My story of reading starts in kindergarten. My kindergarten teacher was horrible – she would have her certificate revoked if she was still teaching today. At the end of the year, she told my mother that I wouldn’t pass first grade because I couldn’t read. I don’t know what my mom’s response was (I should ask her), but that summer my mom bought Hooked on Phonics and we did it every day for hours. By the time I started first grade, I could read books for third grade level. I loved reading, and our school librarian was wonderful with helping to find books. In elementary school (grades 4 and 5), our library seemed to have shelves of never-ending books. I strove to reach the highest levels in our AR program, and through that program and my voracious reading, I got to go on various day field-trips that 95% of my school didn’t get to go on. I got to go to the LBJ Ranch – and shake Lady Bird Johnson’s hand! – go to various theme parks, etc.

    In middle school I wasn’t kosher with most of the books we had to read in class, and in 8th grade they offered Pre-AP, so I had summer reading. That year they also decided to do blocked reading and writing, so I had my teacher twice, once for reading and again for writing. We read The Giver that year, and I loved the assignments she made us do with the book

    My first two years of high school were a joke. I had the cheerleading coach as my English teacher, and all she was concerned about was cheerleading and getting pregnant. She was at her desk on the computer most of the time, but she did have good selections of reading. I didn’t read half of my summer reading books, but I did get exposure to Shakespeare and classics. We had to recite sections from literature (including the prologue of Romeo and Juliet), we did a group novel study with various activities, and I fell in love with A Midsummer’s Night Dream. We even got to watch the movie!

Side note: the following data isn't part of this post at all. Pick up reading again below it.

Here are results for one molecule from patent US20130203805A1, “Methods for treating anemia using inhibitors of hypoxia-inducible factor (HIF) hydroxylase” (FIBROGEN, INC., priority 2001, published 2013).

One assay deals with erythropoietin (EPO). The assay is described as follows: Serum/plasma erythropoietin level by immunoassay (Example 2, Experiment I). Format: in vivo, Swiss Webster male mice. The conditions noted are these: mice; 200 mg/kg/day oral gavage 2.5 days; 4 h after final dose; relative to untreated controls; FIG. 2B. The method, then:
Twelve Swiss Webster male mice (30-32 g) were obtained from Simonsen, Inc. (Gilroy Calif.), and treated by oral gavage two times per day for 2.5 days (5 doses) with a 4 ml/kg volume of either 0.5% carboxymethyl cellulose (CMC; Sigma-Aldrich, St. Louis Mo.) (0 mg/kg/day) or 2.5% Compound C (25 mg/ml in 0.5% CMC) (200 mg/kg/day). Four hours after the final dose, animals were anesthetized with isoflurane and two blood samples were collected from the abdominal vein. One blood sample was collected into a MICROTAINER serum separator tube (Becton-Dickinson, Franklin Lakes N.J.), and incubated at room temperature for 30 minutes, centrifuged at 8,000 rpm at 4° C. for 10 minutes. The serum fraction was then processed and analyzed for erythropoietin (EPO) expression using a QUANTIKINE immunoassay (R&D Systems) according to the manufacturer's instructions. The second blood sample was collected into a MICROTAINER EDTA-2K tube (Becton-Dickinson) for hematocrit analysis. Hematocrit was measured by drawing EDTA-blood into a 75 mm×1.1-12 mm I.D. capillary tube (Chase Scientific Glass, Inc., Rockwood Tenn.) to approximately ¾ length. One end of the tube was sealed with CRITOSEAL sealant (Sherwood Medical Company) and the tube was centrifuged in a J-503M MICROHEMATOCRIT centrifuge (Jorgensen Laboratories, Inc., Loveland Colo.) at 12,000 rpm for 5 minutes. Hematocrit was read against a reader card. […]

In all, my school district and my teachers did not really encourage reading. I had to find my readerly way on my own, and I think I only did that because my mother was a reader.

  3. Inge @ Bookshelf Reflections

    I only started reading for fun when I was about 16. Before that, I was forced to read sucky books in high school. Like, really sucky books. And then some more in college. I was forced to read about a man who sold cheese, and a story about old people complaining they were old. They were absolutely ridiculous. I did not enjoy my high school reading experiences.

  4. Roger

    For reasons known only to my mother, I attended seven senior, or high schools. Although the syllabus was different in each, they all let me read (mainly because I had no idea what was going on) so I had plenty of time to indulge my one true love: reading.

  5. Spectacles

    Unfortunately, I never had any kind of reading program at my elementary school. But, I read a lot as it was. My mom often had to come into my room at night and make sure that I didn’t stay up too late reading. Let’s just say I got really good at fake sleeping and listening for my parents footsteps. Whenever I wasn’t convincing enough though, my mom would have to take my books into her room.

    My second year of high school I had the worst English teacher. In fact, she ruined reading for me. She made us read a book called “How to Read Literature Like a Professor” and I’ve had trouble reading for enjoyment ever since. From then until now, I still don”t know what genre I like reading. It’s been a long literary existential crisis for me.

    The next year, I created my blog in order to try to help myself find good books to read and keep reading.

Leave a Reply